According to a new survey from the Federal Reserve, the average American family’s net worth dropped by nearly 40 percent between 2007 and 2010, wiping out 18 years’ worth of accumulated wealth. The middle class was hit the hardest. High-income Americans had more cushion, and those with low incomes were protected somewhat by the safety net and President Obama’s 2009 stimulus.
The 40 percent reflects wealth loss in all communities, but as we all know, when America sneezes, African-Americans catch pneumonia. Even though homes are typically the largest asset of most households regardless of race, homes of Black families make up 59 percent of their net worth, compared to 44 percent among White families. White households typically hold more of other types of assets, like stocks and IRA accounts. So, when the housing crisis hit, driving down the value of homes and pushing up foreclosure rates, Black households lost a far greater share of their wealth than did Whites.
The housing crash devastated us.
Former economic advisor to Pres. Obama, Cecilia Rouse, and professor of economics and public affairs at Princeton University joined Roland Martin on Washington Watch to discuss this and more.
MR. MARTIN: According to a new survey from the Federal Reserve, the average American family’s net worth dropped by nearly 40 percent between 2007 and 2010, wiping out 18 years’ worth of accumulated wealth. The middle class was hit the hardest. High-income Americans had more cushion, and those with low incomes were protected somewhat by the safety net and President Obama’s 2009 stimulus.
The 40 percent reflects wealth loss in all communities, but as we all know, when America sneezes, African-Americans catch pneumonia. Even though homes are typically the largest asset of most households regardless of race, homes of Black families make up 59 percent of their net worth, compared to 44 percent among White families. White households typically hold more of other types of assets, like stocks and IRA accounts. So, when the housing crisis hit, driving down the value of homes and pushing up foreclosure rates, Black households lost a far greater share of their wealth than did Whites. The housing crash devastated us.
We’re talking about the loss of middle-class wealth today. Former economic advisor to Pres. Obama, Cecilia Rouse, [and] professor of economics and public affairs at Princeton University, joins us from Princeton.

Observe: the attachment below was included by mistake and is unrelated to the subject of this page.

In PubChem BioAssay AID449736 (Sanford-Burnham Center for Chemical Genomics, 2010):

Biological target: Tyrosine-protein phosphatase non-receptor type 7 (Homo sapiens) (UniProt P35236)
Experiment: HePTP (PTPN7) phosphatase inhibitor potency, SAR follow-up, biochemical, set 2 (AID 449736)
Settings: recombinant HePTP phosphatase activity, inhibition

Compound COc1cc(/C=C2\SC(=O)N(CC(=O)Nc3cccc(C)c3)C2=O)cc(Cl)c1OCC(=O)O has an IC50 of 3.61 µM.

Cecilia, welcome back to “Washington Watch.”
DR. CECILIA ROUSE: Thank you. It’s a pleasure to be here.
MR. MARTIN: Should we simply accept the reality, Cecilia, that the economy that we used to have is no more? Every month when the jobs report comes out, people say what happened when Pres. Reagan was in office, the last time we went through a difficult time; but we’re living in a much different world now, and at some point when do we begin to accept what is the new normal?
DR. ROUSE: Well, I – I’m not sure exactly what you mean by that question in the sense that I think our economy has always been dynamic. There have always been changes. Yes, it’s a little different. It’s more global than when Pres. Reagan was in office, for example. We know that technology is playing an ever-increasing role. We’re more of a service-oriented economy.
But I do believe that the foundations of our economy are – remain the same, which is we’re a – an economy and a country that’s based on innovation, and I believe that we will – we – we will regain our footing. I think we’re already seeing signs of that. Yes, it’s a slow recovery, but I believe we’re see- — we’re in a recovery; and that, you know, maybe we won’t be in a bubble like we were, which – before we got into this economic crisis; but I believe we will co- — we will regain our strength as a – as a strong economic country.
MR. MARTIN: Here’s what I mean by that. If you look at what has taken place in the last 20 years, in many ways we were driven by credit, folks overspending themselves. You look at credit card debt. You look at many of these cases where folks were flipping these homes back and forth. Housing prices were inflated.
Now, all of a sudden, the economy falls through the floor. People begin to recognize they can’t continue to overextend themselves, and so all – and when 70 percent of our economy is driven by consumer spending, and now all of a sudden, consumers are choosing not to spend like they used to, and you don’t have all of the credit. That’s – creates a ripple effect, because if you’re a business, and folks aren’t spending more money, I really can’t hire more people. I must do more with less. And so that’s what I mean by the “new normal.” It’s how we also are living differently by virtue of the crisis, where we were totally overextended; and, frankly, it was called “check due.”